Sharing the responsibilities
In today’s economically driven world, money is becoming an increasingly important issue in human relationships. Relationships are much more complex than a bank statement; however, money is a main source of anxiety for many couples.
There is little doubt that money issues affect many marriages and are a major cause of marital breakdown. In 1995, there were 10,400 divorces in B.C. alone. Family counsellors and employee assistance professionals agree that 40% of the time, money issues are the most significant factor in why marriages fail. In 1998, the Vanier Institute provided statistical evidence that all families were losing, not gaining financial freedom in the 1990s. They reported that 54% of all Canadians were finding it harder to make ends meet.
Further research in 1999 has confirmed that money issues create anger in families. Sixty-seven percent of the arguments between spouses concern money issues, creating an environment of hostility between partners and their families. 80% of all families worry about money issues on a regular day-to-day basis, which adds to the anxiety of daily life. An unbelievable 100% of the people surveyed agreed that it is actually possible to have a good income and still experience poverty.
Money tips for relationships
Whether you are thinking of making a major purchase together, or you are trying to work through some financial difficulties as a couple, give some thought as to who handles all of the money. Often in a relationship, one partner solely controls the finances, while the other partner remains uninvolved. Sit down and think about how the money is handled in your relationship and by whom. Perhaps both of you are responsible for the work of the budget – this is the preferred option. Only you can be responsible and in control of your financial freedom, so it is vital that you do not depend on anyone else to handle your finances. Here are some steps in helping to build a smart and strong financial life together:
- Maintain three bank accounts titled ‘his’, ‘hers’ and a joint account called ‘the house’.
- Set up internet banking, so the household account can be tracked by either party. This is one way both of you will know that the bills have been paid.
- Sit down together and create a budget. You can download Solutions’ custom design budget sheet. Realize that it is important to understand each other’s needs and wants.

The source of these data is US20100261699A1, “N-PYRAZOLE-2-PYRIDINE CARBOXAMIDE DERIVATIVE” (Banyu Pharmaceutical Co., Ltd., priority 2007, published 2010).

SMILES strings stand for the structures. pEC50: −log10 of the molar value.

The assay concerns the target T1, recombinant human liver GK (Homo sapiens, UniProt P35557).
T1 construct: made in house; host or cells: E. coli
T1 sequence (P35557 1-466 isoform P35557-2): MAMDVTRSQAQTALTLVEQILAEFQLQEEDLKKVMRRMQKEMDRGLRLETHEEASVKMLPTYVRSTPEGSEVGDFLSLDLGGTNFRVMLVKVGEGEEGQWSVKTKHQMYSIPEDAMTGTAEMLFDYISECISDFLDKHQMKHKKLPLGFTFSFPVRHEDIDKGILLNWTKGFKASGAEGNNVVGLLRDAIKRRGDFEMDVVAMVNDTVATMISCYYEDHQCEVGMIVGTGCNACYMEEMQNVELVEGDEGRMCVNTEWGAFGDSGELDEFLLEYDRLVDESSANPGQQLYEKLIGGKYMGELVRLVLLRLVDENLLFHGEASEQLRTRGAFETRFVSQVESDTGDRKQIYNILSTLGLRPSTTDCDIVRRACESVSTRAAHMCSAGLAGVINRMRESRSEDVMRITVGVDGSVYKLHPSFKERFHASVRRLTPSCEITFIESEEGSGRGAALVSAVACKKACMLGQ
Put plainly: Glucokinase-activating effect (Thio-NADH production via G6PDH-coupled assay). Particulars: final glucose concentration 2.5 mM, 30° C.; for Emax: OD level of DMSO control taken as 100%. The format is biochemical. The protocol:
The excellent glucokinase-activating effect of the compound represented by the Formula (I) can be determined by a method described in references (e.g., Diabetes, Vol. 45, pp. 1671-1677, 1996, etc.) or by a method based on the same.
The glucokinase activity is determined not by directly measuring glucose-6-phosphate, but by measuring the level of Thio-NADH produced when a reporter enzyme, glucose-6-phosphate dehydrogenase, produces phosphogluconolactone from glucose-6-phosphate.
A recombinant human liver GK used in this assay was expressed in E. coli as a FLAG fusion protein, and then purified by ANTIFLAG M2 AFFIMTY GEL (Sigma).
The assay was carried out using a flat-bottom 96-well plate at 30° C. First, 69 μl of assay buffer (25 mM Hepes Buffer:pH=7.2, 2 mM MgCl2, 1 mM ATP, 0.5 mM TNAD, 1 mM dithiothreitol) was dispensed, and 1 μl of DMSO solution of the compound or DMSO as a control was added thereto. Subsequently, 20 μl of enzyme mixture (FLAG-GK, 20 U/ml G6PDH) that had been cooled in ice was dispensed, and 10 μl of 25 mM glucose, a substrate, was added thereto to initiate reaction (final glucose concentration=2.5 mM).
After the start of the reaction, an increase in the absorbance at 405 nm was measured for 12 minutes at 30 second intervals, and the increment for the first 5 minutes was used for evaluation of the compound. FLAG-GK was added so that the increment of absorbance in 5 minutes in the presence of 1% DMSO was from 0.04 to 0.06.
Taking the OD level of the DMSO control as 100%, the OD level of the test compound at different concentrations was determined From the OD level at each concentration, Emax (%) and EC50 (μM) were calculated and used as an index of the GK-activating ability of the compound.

- Go over all the facts and figures. Do not hide any financial secrets from each other.
- Learn how to compromise.
- Do not blame each other for any past financial problems. Take this as an opportunity to start a fresh financial outlook.
- Do not bring up how your parents or friends handle their money. Remember, that this is about you and your partners financial health, not anyone else’s.
- Discuss all major purchases with each other before going through with it, and take into consideration how your partner feels. Realize that after you have bought the item, the discussion concerning the purchase will no longer be calm, but irrational and fuelled with anger.
- Divide the household costs into an order of importance. Make sure that both of you both to feel comfortable with the order, since neither of you should feel that you are shouldering the financial burden.
- Make sure each of you maintains your own credit and your own credit rating. This is one way to ensure that if one of you gets into financial difficulty, the other will not be dragged in too.
- Set financial goals together, and agree on the priority of those goals.
- Remember that refusing to take part in or failing to assist your partner in financial matters is just as destructive to the relationship as insisting on compete control over the finances.
- Using money to control your spouse is emotional blackmail. Using money as a source of power is likely to lead to retaliation either financially or in some other aspect of your relationship.
- Have a plan in case there is ever an unexpected inheritance or large sum of money given to your family. Research has shown that if one partner receives a large sum of money and makes decisions about its use without consulting the other partner, it can seriously damage and harm the relationship.
- If you have children, involve them in your financial discussions as much as possible.
- If you are experiencing financial problems, tell your children in a way that they will understand, but not be burdened or worried. Chances are that they already know from the tone or topics in family discussions. Children can sense anxiety in the family environment, and they will be more afraid if you do not take the time to inform them of what is wrong.
- If you think that your spending is out of control or you need help to design a budget, seek help from a professional. Do not procrastinate, since the problem will only become worse over time if you do not receive help.
Communication in a relationship
If you are just beginning a new relationship or if you are looking for ways to improve your current one, follow these financial tips. Since money issues are one of the major factors in marital breakdown, it is important that you take the time to discuss these tips with your partner. Open the lines of communication with your partner; make sure that you understand each other’s needs and wants, and learn to compromise to meet these. Communication is one element in a relationship that can be controlled by both partners, so make sure that you are readily available and willing to discuss money and how it affects your relationship. Realize that money should not be the basis of your commitment to each other; understand that financial issues should not be a barrier between you and your partner, but an open door ready to be explored.